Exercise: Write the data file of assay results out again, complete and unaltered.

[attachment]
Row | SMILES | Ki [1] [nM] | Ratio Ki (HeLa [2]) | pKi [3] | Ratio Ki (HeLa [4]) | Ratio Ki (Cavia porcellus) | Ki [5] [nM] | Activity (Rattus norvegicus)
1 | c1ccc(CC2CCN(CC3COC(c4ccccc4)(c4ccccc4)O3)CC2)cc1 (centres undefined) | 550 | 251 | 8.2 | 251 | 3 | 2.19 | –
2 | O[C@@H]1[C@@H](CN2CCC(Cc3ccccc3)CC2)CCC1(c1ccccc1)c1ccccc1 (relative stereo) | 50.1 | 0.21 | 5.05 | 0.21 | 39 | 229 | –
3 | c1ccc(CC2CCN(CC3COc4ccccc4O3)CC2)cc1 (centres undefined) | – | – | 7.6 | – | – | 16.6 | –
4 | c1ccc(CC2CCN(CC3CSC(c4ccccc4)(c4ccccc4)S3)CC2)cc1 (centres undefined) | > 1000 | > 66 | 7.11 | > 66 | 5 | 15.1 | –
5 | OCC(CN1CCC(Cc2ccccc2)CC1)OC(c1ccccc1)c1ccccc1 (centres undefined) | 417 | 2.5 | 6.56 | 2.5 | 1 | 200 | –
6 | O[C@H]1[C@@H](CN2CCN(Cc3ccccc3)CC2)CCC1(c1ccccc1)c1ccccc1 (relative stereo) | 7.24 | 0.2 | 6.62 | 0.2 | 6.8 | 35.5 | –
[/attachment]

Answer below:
Row | SMILES | Ki [1] [nM] | Ratio Ki (HeLa [2]) | pKi [3] | Ratio Ki (HeLa [4]) | Ratio Ki (Cavia porcellus) | Ki [5] [nM] | Activity (Rattus norvegicus)
1 | c1ccc(CC2CCN(CC3COC(c4ccccc4)(c4ccccc4)O3)CC2)cc1 (centres undefined) | 550 | 251 | 8.2 | 251 | 3 | 2.19 | –
2 | O[C@@H]1[C@@H](CN2CCC(Cc3ccccc3)CC2)CCC1(c1ccccc1)c1ccccc1 (relative stereo) | 50.1 | 0.21 | 5.05 | 0.21 | 39 | 229 | –
3 | c1ccc(CC2CCN(CC3COc4ccccc4O3)CC2)cc1 (centres undefined) | – | – | 7.6 | – | – | 16.6 | –
4 | c1ccc(CC2CCN(CC3CSC(c4ccccc4)(c4ccccc4)S3)CC2)cc1 (centres undefined) | > 1000 | > 66 | 7.11 | > 66 | 5 | 15.1 | –
5 | OCC(CN1CCC(Cc2ccccc2)CC1)OC(c1ccccc1)c1ccccc1 (centres undefined) | 417 | 2.5 | 6.56 | 2.5 | 1 | 200 | –
6 | O[C@H]1[C@@H](CN2CCN(Cc3ccccc3)CC2)CCC1(c1ccccc1)c1ccccc1 (relative stereo) | 7.24 | 0.2 | 6.62 | 0.2 | 6.8 | 35.5 | –